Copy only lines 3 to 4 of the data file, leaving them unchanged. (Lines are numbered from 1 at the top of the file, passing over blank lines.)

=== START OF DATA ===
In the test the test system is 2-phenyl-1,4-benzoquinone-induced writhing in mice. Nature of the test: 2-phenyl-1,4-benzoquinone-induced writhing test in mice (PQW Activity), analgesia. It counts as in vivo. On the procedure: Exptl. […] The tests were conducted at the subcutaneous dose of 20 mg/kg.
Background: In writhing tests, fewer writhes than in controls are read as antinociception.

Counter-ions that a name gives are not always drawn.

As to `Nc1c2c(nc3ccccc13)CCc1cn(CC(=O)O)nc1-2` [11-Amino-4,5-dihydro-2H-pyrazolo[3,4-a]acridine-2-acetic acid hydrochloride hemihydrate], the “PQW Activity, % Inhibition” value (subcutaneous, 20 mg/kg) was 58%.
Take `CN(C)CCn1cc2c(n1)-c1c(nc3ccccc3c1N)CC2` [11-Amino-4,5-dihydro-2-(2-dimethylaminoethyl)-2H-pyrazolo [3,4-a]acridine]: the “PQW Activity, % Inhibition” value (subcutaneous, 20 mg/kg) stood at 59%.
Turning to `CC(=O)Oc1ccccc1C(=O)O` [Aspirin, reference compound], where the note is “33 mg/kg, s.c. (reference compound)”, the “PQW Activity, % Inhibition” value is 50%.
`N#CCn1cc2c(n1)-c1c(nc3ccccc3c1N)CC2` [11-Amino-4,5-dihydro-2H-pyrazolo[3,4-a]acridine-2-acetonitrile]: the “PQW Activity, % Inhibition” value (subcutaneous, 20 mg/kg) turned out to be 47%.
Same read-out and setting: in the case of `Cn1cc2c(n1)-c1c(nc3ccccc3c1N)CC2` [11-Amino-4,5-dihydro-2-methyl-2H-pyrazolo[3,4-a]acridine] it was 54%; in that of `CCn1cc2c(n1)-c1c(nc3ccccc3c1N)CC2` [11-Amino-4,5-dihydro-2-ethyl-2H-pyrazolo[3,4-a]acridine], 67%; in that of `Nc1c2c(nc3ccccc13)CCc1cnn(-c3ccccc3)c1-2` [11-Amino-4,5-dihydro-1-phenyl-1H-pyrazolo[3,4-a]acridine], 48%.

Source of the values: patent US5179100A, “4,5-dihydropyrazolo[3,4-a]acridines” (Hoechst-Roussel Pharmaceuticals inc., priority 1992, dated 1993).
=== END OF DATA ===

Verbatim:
Counter-ions that a name gives are not always drawn.

As to `Nc1c2c(nc3ccccc13)CCc1cn(CC(=O)O)nc1-2` [11-Amino-4,5-dihydro-2H-pyrazolo[3,4-a]acridine-2-acetic acid hydrochloride hemihydrate], the “PQW Activity, % Inhibition” value (subcutaneous, 20 mg/kg) was 58%.